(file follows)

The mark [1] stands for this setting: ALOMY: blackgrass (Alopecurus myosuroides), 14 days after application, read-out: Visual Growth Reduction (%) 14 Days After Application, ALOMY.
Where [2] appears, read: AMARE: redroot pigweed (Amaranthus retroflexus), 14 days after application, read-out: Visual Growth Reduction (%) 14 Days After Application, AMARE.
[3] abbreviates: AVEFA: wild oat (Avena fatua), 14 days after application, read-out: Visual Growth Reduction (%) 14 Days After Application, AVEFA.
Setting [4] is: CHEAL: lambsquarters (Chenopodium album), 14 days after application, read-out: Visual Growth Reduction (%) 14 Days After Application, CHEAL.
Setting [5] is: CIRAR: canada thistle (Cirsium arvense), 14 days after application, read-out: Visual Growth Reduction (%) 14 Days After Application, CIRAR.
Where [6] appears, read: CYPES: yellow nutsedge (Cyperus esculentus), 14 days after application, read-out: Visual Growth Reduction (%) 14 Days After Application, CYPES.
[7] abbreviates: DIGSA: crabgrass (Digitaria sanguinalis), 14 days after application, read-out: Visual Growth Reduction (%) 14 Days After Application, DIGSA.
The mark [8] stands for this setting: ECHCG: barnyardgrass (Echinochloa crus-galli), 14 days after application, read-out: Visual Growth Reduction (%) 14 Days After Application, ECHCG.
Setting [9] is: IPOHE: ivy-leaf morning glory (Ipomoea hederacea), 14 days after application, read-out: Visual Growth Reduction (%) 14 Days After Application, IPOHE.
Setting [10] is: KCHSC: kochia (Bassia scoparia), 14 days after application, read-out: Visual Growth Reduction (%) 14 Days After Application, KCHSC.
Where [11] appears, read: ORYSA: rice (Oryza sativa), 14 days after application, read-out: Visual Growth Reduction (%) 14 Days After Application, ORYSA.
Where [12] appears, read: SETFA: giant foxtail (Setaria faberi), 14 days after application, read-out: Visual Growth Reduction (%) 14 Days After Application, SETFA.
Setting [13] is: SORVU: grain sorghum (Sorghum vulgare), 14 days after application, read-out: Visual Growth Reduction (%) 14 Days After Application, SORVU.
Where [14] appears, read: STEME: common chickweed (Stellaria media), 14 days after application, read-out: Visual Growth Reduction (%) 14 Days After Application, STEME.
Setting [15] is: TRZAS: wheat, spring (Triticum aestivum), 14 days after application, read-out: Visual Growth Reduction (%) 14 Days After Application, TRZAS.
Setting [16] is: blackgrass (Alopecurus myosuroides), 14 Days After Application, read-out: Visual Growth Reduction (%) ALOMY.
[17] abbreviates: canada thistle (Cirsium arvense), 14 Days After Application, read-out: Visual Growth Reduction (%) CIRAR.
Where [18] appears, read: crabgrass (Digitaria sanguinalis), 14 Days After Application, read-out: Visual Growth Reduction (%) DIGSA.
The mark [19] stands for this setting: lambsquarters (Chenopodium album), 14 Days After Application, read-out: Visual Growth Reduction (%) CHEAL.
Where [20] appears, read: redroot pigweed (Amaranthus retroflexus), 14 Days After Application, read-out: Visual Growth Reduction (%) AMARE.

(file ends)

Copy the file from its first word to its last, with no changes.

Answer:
The mark [1] stands for this setting: ALOMY: blackgrass (Alopecurus myosuroides), 14 days after application, read-out: Visual Growth Reduction (%) 14 Days After Application, ALOMY.
Where [2] appears, read: AMARE: redroot pigweed (Amaranthus retroflexus), 14 days after application, read-out: Visual Growth Reduction (%) 14 Days After Application, AMARE.
[3] abbreviates: AVEFA: wild oat (Avena fatua), 14 days after application, read-out: Visual Growth Reduction (%) 14 Days After Application, AVEFA.
Setting [4] is: CHEAL: lambsquarters (Chenopodium album), 14 days after application, read-out: Visual Growth Reduction (%) 14 Days After Application, CHEAL.
Setting [5] is: CIRAR: canada thistle (Cirsium arvense), 14 days after application, read-out: Visual Growth Reduction (%) 14 Days After Application, CIRAR.
Where [6] appears, read: CYPES: yellow nutsedge (Cyperus esculentus), 14 days after application, read-out: Visual Growth Reduction (%) 14 Days After Application, CYPES.
[7] abbreviates: DIGSA: crabgrass (Digitaria sanguinalis), 14 days after application, read-out: Visual Growth Reduction (%) 14 Days After Application, DIGSA.
The mark [8] stands for this setting: ECHCG: barnyardgrass (Echinochloa crus-galli), 14 days after application, read-out: Visual Growth Reduction (%) 14 Days After Application, ECHCG.
Setting [9] is: IPOHE: ivy-leaf morning glory (Ipomoea hederacea), 14 days after application, read-out: Visual Growth Reduction (%) 14 Days After Application, IPOHE.
Setting [10] is: KCHSC: kochia (Bassia scoparia), 14 days after application, read-out: Visual Growth Reduction (%) 14 Days After Application, KCHSC.
Where [11] appears, read: ORYSA: rice (Oryza sativa), 14 days after application, read-out: Visual Growth Reduction (%) 14 Days After Application, ORYSA.
Where [12] appears, read: SETFA: giant foxtail (Setaria faberi), 14 days after application, read-out: Visual Growth Reduction (%) 14 Days After Application, SETFA.
Setting [13] is: SORVU: grain sorghum (Sorghum vulgare), 14 days after application, read-out: Visual Growth Reduction (%) 14 Days After Application, SORVU.
Where [14] appears, read: STEME: common chickweed (Stellaria media), 14 days after application, read-out: Visual Growth Reduction (%) 14 Days After Application, STEME.
Setting [15] is: TRZAS: wheat, spring (Triticum aestivum), 14 days after application, read-out: Visual Growth Reduction (%) 14 Days After Application, TRZAS.
Setting [16] is: blackgrass (Alopecurus myosuroides), 14 Days After Application, read-out: Visual Growth Reduction (%) ALOMY.
[17] abbreviates: canada thistle (Cirsium arvense), 14 Days After Application, read-out: Visual Growth Reduction (%) CIRAR.
Where [18] appears, read: crabgrass (Digitaria sanguinalis), 14 Days After Application, read-out: Visual Growth Reduction (%) DIGSA.
The mark [19] stands for this setting: lambsquarters (Chenopodium album), 14 Days After Application, read-out: Visual Growth Reduction (%) CHEAL.
Where [20] appears, read: redroot pigweed (Amaranthus retroflexus), 14 Days After Application, read-out: Visual Growth Reduction (%) AMARE.